We loved one another; therefore, we listened to one another. Through listening we learned about each other. As we learned, we discovered what each person needed, and we met those needs. By meeting each family member's needs, whether physical, emotional, or spiritual, we were serving. By serving each other, we loved each other. Because we loved one another we valued the other person, and their thoughts and ideas. Because we valued them, we listened to them. As we listened, we discovered their needs, and met those needs. We served. We loved. We listened. And the cycle continues. Serving, loving, and listening are all interconnected. As you follow the cycle, relationships are taken deeper – to new levels. More listening creates more service which shows more love, and so on. And the relationship continues to deepen and germinate, and soon there is rich connection.

Wednesday, April 21, 2010

DISCIPLINE: Why? Relationship!

Why do we discipline?
“They break the rules.”
“They need to be trained.”
“To keep order in the home.”
“To teach obedience.”
All of these answers are true, but there is a deeper reason.

     Jean-Luc and Dan, our two youngest, are about as different as two young men could be. Jean-Luc is driven, goal-oriented, and directive. Dan is laid back, compliant, fun-loving. When they were younger, Jean-Luc gave orders and Danny followed; but as they have matured and walked through teen years together, Dan developed more of his own mind. He became resentful of Jean-Luc’s “bossing,” and hostility began to show up between the two. Words were sharp and patience with one another was gone. The rules kept being broken because the relationship was broken. We shut everything down on more than one occasion and worked on the relationship. As parents we helped them get to the root of the problem. Getting them to talk it out, to bring out the issues, to ask forgiveness, and to restore the relationship. Then they tried again. Little by little their relationship improved and today is much better.
     When Patricia’s aunt stayed with us for a week after Patrick’s wedding, she commented, “Your kids get along so well.” It is true. It has been by our design, because we believe that it is God’s design. In faith we tried to implement what Jesus taught: What is in the heart comes out in relationships.

Heb. 12:11  No discipline seems pleasant at the time, but painful. Later on, however, it produces a harvest of righteousness and peace for those who have been trained by it.
The word righteousness can be simplified to mean “right relationships.” The goal of discipline is to bring about a harvest of right relationships. Nothing is more important. If we make righteousness only a Godward, religious term, we miss its application in everyday life. Absolutely, our relationship with God comes first, and it is closely followed by our relationships with one another. As a matter of fact, the scripture clearly teaches that our relationship with God is on display in our relationship with others. Discipline at its best will produce God-reflecting relationships.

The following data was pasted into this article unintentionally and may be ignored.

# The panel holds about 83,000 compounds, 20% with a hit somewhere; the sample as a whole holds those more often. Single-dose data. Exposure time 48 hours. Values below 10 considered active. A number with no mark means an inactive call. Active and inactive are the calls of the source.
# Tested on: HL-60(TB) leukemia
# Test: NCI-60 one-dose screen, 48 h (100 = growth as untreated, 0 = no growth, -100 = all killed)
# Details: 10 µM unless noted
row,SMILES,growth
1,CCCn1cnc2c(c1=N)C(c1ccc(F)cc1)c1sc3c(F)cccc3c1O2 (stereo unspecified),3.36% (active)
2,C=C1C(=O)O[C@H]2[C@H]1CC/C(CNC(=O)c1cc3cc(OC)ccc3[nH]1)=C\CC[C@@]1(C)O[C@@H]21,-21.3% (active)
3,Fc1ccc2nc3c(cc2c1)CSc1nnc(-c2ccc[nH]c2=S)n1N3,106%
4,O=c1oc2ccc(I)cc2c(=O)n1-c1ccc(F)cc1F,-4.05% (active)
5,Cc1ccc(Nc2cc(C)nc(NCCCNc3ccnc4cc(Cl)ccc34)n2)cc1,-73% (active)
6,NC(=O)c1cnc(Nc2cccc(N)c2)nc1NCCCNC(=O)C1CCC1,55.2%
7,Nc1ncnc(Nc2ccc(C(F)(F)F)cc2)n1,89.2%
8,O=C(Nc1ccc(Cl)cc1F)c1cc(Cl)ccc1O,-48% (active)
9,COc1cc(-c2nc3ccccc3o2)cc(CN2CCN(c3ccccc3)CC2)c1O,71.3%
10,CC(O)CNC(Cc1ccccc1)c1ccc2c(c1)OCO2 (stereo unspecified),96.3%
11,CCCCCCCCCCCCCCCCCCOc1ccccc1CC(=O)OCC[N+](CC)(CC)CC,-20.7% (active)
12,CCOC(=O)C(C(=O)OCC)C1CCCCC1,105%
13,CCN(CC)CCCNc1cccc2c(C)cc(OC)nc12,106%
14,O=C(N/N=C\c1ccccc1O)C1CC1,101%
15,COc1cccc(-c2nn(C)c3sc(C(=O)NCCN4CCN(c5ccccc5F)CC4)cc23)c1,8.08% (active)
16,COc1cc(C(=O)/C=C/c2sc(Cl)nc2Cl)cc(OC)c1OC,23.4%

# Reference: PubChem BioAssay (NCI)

James 2: 8  If you really keep the royal law found in Scripture, "Love your neighbor as yourself," you are doing right.
At the core of any law or rule should be this concept: rules help us live together better. They guard and nourish relationships. The reality is that when rules are broken, some relationship is broken. The discipline should point to the relationship and mend it. Rules serve relationships.

Matthew 22: 37-39  Jesus replied: "'Love the Lord your God with all your heart and with all your soul and with all your mind.' This is the first and greatest commandment. And the second is like it: 'Love your neighbor as yourself.'
     When Jesus was asked about the greatest rule or commandment, he taught that the purpose of the commandments were the love relationship: love of God, love of others.
     Once this becomes clear to us, we can see it everywhere in the scriptures. The Pharisees were obsessed with getting things right. So they created rules and more rules. Jesus stepped into their world and taught and demonstrated not a petty rightness but a glorious righteousness (right relationship), and the Pharisees were confused and angry. They just did not understand that we can be right but not righteous. Jesus said that our righteousness must exceed that of the Pharisees.